When Alan Graham refers to the residents of Community First! Village as “neighbors,” he’s speaking about the community created in this enclave of tiny homes, micro-homes, and RVs soon to expand beyond its 51-acre plot in East Austin, Texas. Graham was a former real estate developer who launched the faith-based social outreach ministry Mobile Loaves & Fishes in 1998 to serve Austin’s homeless community. He conceived of the neighborhood as a way to help people transition from chronic homelessness.
“I started developing pretty deep relationships with men and women out on the streets,” Graham says of his work. “In 2003, I started spending the night out on the streets. I’ve personally spent about 250 nights there.” He learned that the greatest cause of homelessness is a profound, catastrophic loss of family. “I learned that the greatest yet most ineffective entrepreneurs on the planet are the panhandlers standing on the street corners, relegated to doing the only thing that we allow them to do now, which is the First Amendment free speech right to beg,” Graham says.
Nearly 350 individuals formerly experiencing homelessness reside in the village, which provides permanent housing and sits just outside Austin’s city limits. The village’s retention rate for residents is about 88%. Through a series of new investments, Community First plans to soon triple its footprint.
Graham started the village by helping set up one homeless man with an RV to live in. Then, he did the same for several others. By 2012, he secured 27 acres of land to build what became the neighborhood’s initial phase. It’s since grown to a community of about 350 occupied units, mostly single-occupancy, though there are some couples among the formerly homeless residents.
Graham and his wife live in a modest Community First home among their formerly homeless neighbors—a stark contrast from the Westlake neighborhood where they lived for 34 years while Graham worked in real estate. Graham declares Community First to be the best neighborhood he’s ever lived in.
Community First launched as a primarily private venture, with Graham lining up angel investors to seed the vision and partnering with companies to create houses and provide needed materials for maintenance and upkeep.
A $36.6 million grant from the Michael & Susan Dell Foundation, announced last December, will anchor MLF’s plans to create an additional 1,400 homes for the homeless through a $150 million capital campaign, calling it “a significant next step in delivering upon our broader Ten Year Plan to Mitigate Homelessness in Austin.”
The city of Austin is now stepping in with fee waivers totaling more than $4 million for the planned next phases of MLF’s community-building work, but even today, the upcoming phases will be largely donation-driven.
The community itself generated $1.2 million last year through the various micro-businesses established in the village, employing a number of its residents in the process. Community First has an art studio—including two kilns for firing pottery and a jewelry-making station leading to a collaboration with famed Austin jewelry magnate Kendra Scott—that creates revenue and provides artists in the community a creative outlet.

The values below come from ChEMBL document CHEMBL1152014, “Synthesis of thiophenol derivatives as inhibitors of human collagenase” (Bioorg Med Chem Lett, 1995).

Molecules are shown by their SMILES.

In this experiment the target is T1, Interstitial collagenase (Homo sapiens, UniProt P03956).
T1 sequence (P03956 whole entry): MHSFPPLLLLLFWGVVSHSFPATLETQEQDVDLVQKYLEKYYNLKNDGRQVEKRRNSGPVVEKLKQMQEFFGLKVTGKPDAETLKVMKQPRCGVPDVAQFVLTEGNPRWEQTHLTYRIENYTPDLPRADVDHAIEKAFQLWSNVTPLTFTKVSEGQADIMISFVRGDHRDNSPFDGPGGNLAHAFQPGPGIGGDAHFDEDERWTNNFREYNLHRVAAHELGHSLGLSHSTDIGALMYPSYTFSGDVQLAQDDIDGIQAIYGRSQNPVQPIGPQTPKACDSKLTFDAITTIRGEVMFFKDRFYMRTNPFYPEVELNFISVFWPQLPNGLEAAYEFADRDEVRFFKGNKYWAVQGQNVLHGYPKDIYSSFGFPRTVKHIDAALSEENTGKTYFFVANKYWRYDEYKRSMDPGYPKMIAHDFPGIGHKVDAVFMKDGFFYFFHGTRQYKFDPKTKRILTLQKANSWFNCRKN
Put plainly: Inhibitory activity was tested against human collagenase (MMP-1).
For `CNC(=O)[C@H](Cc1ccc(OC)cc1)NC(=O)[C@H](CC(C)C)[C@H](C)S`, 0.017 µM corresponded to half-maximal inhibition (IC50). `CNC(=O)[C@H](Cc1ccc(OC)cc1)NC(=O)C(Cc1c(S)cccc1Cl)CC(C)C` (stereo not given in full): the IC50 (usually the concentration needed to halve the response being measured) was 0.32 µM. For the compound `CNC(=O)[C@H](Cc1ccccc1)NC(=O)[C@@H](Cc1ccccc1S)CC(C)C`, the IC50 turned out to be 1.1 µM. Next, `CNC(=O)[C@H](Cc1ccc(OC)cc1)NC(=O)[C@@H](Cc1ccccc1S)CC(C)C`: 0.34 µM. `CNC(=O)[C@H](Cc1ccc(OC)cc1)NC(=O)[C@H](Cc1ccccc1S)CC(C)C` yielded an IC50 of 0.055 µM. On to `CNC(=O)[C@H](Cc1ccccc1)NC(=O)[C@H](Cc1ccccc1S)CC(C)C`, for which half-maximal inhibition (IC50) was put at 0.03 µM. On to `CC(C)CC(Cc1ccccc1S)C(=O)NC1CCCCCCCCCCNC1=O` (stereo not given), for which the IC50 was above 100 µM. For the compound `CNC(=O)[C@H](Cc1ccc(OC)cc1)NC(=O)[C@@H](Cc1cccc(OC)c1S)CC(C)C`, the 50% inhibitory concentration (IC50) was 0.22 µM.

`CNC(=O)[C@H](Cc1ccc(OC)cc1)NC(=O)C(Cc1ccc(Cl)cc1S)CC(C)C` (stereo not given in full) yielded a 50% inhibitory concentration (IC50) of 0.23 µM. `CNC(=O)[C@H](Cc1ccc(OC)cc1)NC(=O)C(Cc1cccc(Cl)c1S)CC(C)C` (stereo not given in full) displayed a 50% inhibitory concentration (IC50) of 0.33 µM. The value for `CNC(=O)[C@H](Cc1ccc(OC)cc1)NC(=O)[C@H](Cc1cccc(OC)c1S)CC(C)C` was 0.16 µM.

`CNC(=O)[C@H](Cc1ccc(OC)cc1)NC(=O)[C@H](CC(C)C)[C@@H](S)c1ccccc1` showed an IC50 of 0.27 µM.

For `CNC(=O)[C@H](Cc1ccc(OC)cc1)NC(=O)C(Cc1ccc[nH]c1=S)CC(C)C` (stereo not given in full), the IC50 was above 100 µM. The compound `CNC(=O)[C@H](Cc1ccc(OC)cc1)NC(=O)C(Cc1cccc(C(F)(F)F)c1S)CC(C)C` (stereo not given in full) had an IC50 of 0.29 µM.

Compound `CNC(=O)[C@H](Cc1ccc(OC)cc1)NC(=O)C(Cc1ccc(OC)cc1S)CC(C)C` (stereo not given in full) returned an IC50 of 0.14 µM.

The village also has what is essentially a tiny home hotel created near its entrance, serving as vacation rentals for people visiting Austin, with residents serving a range of roles to help operate it. There’s even an auto shop on-site where people can bring their cars in to be repaired or get annual state inspections required for vehicle registration.
Residents are expected to pay their way, though rent and utilities are scaled to enable homeless people to transition into life at Community First! Village—once they get through the three-step process to be admitted. First, a prospective applicant goes through a coordinated assessment with one of several Austin-based homeless-serving agencies that determin that the applicant is chronically homeless and living in the county for at least one year.
Community First residents average nine years on the streets before getting into their homes, and according to Graham’s estimate, anywhere from 70% to 80% are receiving either federal disability, social security, or veterans benefits. Step two involves the prospective applicant touring the neighborhood to determine if they want to live there. Finally, if the person wants to apply, they fill out an application and join the waiting list.
Each new house is furnished and is even decorated with the resident’s preferred color palette and tastes. And once a resident is in, that person can stay as long as they can maintain their rent and utility payments and live civilly among their new neighbors.
You can read the original article at www.yesmagazine.org
Also see this blog post about the village: naturalbuildingblog.com